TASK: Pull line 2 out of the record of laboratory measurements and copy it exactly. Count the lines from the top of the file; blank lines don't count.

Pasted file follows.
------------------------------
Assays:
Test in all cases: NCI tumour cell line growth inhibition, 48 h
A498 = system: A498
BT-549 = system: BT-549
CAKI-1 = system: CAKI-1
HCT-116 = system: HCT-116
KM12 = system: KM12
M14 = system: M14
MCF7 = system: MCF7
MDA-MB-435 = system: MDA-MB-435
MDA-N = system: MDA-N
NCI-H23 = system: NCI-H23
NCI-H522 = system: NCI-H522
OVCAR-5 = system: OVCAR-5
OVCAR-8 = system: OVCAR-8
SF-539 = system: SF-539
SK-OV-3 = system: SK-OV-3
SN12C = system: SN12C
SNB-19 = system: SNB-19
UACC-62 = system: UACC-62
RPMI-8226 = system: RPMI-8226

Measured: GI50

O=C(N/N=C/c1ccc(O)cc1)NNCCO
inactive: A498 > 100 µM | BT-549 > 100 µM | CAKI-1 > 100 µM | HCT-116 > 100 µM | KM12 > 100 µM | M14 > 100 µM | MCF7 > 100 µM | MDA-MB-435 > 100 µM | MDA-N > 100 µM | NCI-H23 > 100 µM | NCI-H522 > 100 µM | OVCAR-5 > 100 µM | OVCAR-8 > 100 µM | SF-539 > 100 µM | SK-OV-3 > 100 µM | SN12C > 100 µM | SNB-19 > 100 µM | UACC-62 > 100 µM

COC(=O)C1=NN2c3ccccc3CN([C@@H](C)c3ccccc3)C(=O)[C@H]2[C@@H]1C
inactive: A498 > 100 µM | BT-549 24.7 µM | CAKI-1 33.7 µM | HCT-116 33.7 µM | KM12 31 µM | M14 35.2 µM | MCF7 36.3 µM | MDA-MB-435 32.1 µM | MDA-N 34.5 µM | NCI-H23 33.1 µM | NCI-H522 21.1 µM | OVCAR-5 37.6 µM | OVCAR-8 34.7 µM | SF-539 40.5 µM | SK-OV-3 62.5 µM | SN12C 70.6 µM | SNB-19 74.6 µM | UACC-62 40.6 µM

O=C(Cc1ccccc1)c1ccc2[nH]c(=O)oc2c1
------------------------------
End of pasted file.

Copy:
Test in all cases: NCI tumour cell line growth inhibition, 48 h